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Divided government versus incumbency externality effect—Quasi-experimental evidence on multiple voting decisions

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  • Ade, Florian
  • Freier, Ronny

Abstract

This paper explores the causal relationship between vote outcomes in different elections. We ask: (1) Does the partisan identity of the mayor influence the voter's decision in subsequent town council elections? (2) Do voters condition their vote for the mayor on the result of the last council election? The analysis mainProd. Type: FLPly relies on a regression discontinuity design focusing on close election outcomes based on municipal level data for Germany. We find that the party of the mayor can receive a significant bonus in the next town council election. Moreover, voters punish mayor candidates of parties that performed strongly in earlier council elections. Throughout the paper, we highlight how these findings can be related to an incumbency externality effect and to the theory of divided government.

Suggested Citation

  • Ade, Florian & Freier, Ronny, 2013. "Divided government versus incumbency externality effect—Quasi-experimental evidence on multiple voting decisions," European Economic Review, Elsevier, vol. 64(C), pages 1-20.
  • Handle: RePEc:eee:eecrev:v:64:y:2013:i:c:p:1-20 DOI: 10.1016/j.euroecorev.2013.07.002
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    References listed on IDEAS

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    Citations

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    Cited by:

    1. Ade, Florian & Freier, Ronny & Odendahl, Christian, 2014. "Incumbency effects in government and opposition: Evidence from Germany," European Journal of Political Economy, Elsevier, vol. 36(C), pages 117-134.
    2. Felix Arnold & Ronny Freier, 2015. "The Partisan Effects of Voter Turnout: How Conservatives Profit from Rainy Election Days," Discussion Papers of DIW Berlin 1463, DIW Berlin, German Institute for Economic Research.
    3. Benoît LE MAUX & Kristýna DOSTÁLOVÁ & Antti MOISIO, 2017. "Do political parties matter? Endogenous fragmentation, partisanship, and local public expenditures in Finland," Economics Working Paper from Condorcet Center for political Economy at CREM-CNRS 2017-02-ccr, Condorcet Center for political Economy.
    4. Foremny, Dirk & Freier, Ronny & Moessinger, Marc-Daniel & Yeter, Mustafa, 2014. "Overlapping political budget cycles in the legislative and the executive," ZEW Discussion Papers 14-099, ZEW - Zentrum für Europäische Wirtschaftsforschung / Center for European Economic Research.
    5. Benoît LE MAUX & Kristýna DOSTÁLOVÁ & Fabio PADOVANO, 2017. "Ideology and Public Policies: A Quasi-Experimental Test of the Hypothesis that Left-Wing Governments Spend More," Economics Working Paper from Condorcet Center for political Economy at CREM-CNRS 2017-01-ccr, Condorcet Center for political Economy.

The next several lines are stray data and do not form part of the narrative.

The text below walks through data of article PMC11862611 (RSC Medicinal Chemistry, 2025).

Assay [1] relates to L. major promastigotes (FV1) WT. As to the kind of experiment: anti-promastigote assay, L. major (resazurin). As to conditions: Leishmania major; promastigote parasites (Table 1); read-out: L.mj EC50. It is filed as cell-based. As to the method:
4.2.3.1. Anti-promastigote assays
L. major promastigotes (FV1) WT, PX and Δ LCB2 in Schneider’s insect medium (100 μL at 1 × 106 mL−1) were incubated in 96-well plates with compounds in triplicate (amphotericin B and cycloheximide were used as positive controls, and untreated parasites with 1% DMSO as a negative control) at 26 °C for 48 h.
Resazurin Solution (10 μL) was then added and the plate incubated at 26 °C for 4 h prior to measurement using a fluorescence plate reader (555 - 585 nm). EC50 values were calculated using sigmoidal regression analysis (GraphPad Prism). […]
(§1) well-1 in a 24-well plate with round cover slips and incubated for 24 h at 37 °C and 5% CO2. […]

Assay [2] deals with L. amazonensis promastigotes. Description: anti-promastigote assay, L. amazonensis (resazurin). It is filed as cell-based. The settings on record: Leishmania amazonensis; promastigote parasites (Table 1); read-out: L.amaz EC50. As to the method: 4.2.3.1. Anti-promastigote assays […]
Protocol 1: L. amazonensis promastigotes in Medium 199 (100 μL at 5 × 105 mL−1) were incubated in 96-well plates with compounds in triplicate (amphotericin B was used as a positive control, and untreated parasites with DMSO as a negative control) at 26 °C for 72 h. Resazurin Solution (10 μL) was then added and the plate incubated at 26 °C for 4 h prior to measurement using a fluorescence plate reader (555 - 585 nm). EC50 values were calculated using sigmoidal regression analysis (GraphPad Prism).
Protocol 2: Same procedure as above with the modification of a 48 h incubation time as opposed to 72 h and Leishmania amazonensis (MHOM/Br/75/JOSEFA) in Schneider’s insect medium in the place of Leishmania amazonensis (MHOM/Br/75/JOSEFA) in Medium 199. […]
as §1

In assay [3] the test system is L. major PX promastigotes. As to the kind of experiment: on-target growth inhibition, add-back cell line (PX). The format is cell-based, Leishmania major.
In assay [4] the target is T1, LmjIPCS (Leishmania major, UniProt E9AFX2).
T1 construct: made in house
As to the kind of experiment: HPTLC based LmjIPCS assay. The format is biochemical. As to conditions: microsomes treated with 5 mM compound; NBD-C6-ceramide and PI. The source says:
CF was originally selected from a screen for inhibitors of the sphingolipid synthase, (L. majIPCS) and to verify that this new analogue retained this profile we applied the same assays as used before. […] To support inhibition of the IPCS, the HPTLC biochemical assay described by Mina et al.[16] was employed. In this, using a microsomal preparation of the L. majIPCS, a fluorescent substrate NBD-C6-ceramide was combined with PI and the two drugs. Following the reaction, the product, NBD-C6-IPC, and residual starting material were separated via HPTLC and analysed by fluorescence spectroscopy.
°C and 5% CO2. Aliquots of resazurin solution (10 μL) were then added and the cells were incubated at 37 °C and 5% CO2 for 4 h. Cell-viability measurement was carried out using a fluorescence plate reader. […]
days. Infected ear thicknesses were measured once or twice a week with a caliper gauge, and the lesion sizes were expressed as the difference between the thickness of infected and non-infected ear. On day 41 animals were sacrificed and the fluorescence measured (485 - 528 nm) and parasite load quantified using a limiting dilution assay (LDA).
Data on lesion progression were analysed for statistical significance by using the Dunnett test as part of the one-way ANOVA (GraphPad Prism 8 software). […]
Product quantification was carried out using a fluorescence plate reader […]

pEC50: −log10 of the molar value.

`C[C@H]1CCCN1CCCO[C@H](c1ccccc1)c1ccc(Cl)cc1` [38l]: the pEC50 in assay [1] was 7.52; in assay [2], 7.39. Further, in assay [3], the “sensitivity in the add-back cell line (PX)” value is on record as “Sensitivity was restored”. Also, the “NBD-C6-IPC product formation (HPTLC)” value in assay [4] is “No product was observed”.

6. Freier, Ronny & Geys, Benny & Holm, Joshua, 2016. "Religious heterogeneity and fiscal policy: Evidence from German reunification," Journal of Urban Economics, Elsevier, vol. 94(C), pages 1-12.
    7. Kauder, Björn & Björn, Kauder & Niklas, Potrafke & Markus, Reischmann, 2016. "Do politicians gratify core supporters? Evidence from a discretionary grant program," Annual Conference 2016 (Augsburg): Demographic Change 145509, Verein für Socialpolitik / German Economic Association.
    8. Marta Curto‐Grau & Albert Solé‐Ollé & Pilar Sorribas‐Navarro, 2017. "Does electoral competition curb party favoritism?," Working Papers 2017/04, Institut d'Economia de Barcelona (IEB).
    9. Oana Borcan, 2016. "The illicit beneficts of local party alignment in national elections," University of East Anglia School of Economics Working Paper Series 2016-10, School of Economics, University of East Anglia, Norwich, UK..
    10. Ronny Freier & Sebastian Thomasius, 2016. "Voters prefer more qualified mayors, but does it matter for public finances? Evidence for Germany," International Tax and Public Finance, Springer;International Institute of Public Finance, vol. 23(5), pages 875-910, October.
    11. Kauder, Björn & Potrafke, Niklas & Reischmann, Markus, 2016. "Do politicians reward core supporters? Evidence from a discretionary grant program," European Journal of Political Economy, Elsevier, vol. 45(C), pages 39-56.

    More about this item

    Keywords

    Regression discontinuity design; Municipality data; Local election results; Divided government effect; Incumbency externality effect;

    JEL classification:

    • H10 - Public Economics - - Structure and Scope of Government - - - General
    • H11 - Public Economics - - Structure and Scope of Government - - - Structure and Scope of Government
    • H77 - Public Economics - - State and Local Government; Intergovernmental Relations - - - Intergovernmental Relations; Federalism

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